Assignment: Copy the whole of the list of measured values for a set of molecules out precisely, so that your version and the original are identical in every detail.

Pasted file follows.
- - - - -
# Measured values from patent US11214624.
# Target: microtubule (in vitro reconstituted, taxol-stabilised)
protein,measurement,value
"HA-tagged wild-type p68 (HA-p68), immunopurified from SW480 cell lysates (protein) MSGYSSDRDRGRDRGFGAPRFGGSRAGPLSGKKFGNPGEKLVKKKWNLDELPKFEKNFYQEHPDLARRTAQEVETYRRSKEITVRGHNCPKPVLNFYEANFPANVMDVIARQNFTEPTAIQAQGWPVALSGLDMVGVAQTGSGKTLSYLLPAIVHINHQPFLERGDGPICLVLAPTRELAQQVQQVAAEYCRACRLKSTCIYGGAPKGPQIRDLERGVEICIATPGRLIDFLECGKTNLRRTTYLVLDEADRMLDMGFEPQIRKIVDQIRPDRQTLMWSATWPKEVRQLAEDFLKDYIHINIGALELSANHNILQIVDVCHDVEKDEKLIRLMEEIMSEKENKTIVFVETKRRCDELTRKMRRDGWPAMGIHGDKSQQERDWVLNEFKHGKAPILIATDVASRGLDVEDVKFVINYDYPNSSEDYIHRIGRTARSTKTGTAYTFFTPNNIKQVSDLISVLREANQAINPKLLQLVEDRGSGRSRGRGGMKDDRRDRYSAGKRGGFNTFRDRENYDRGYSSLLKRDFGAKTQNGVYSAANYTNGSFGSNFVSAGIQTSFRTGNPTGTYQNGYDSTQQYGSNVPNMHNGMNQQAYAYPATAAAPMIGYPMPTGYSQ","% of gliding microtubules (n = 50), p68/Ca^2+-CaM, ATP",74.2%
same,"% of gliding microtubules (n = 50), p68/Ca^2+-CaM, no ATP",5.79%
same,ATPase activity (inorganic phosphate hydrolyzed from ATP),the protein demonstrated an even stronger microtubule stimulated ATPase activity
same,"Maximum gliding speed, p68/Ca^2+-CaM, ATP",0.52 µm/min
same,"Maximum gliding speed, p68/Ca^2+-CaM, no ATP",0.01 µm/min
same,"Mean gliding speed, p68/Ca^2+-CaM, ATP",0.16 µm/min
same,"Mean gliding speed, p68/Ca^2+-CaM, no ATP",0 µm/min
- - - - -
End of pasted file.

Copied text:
# Measured values from patent US11214624.
# Target: microtubule (in vitro reconstituted, taxol-stabilised)
protein,measurement,value
"HA-tagged wild-type p68 (HA-p68), immunopurified from SW480 cell lysates (protein) MSGYSSDRDRGRDRGFGAPRFGGSRAGPLSGKKFGNPGEKLVKKKWNLDELPKFEKNFYQEHPDLARRTAQEVETYRRSKEITVRGHNCPKPVLNFYEANFPANVMDVIARQNFTEPTAIQAQGWPVALSGLDMVGVAQTGSGKTLSYLLPAIVHINHQPFLERGDGPICLVLAPTRELAQQVQQVAAEYCRACRLKSTCIYGGAPKGPQIRDLERGVEICIATPGRLIDFLECGKTNLRRTTYLVLDEADRMLDMGFEPQIRKIVDQIRPDRQTLMWSATWPKEVRQLAEDFLKDYIHINIGALELSANHNILQIVDVCHDVEKDEKLIRLMEEIMSEKENKTIVFVETKRRCDELTRKMRRDGWPAMGIHGDKSQQERDWVLNEFKHGKAPILIATDVASRGLDVEDVKFVINYDYPNSSEDYIHRIGRTARSTKTGTAYTFFTPNNIKQVSDLISVLREANQAINPKLLQLVEDRGSGRSRGRGGMKDDRRDRYSAGKRGGFNTFRDRENYDRGYSSLLKRDFGAKTQNGVYSAANYTNGSFGSNFVSAGIQTSFRTGNPTGTYQNGYDSTQQYGSNVPNMHNGMNQQAYAYPATAAAPMIGYPMPTGYSQ","% of gliding microtubules (n = 50), p68/Ca^2+-CaM, ATP",74.2%
same,"% of gliding microtubules (n = 50), p68/Ca^2+-CaM, no ATP",5.79%
same,ATPase activity (inorganic phosphate hydrolyzed from ATP),the protein demonstrated an even stronger microtubule stimulated ATPase activity
same,"Maximum gliding speed, p68/Ca^2+-CaM, ATP",0.52 µm/min
same,"Maximum gliding speed, p68/Ca^2+-CaM, no ATP",0.01 µm/min
same,"Mean gliding speed, p68/Ca^2+-CaM, ATP",0.16 µm/min
same,"Mean gliding speed, p68/Ca^2+-CaM, no ATP",0 µm/min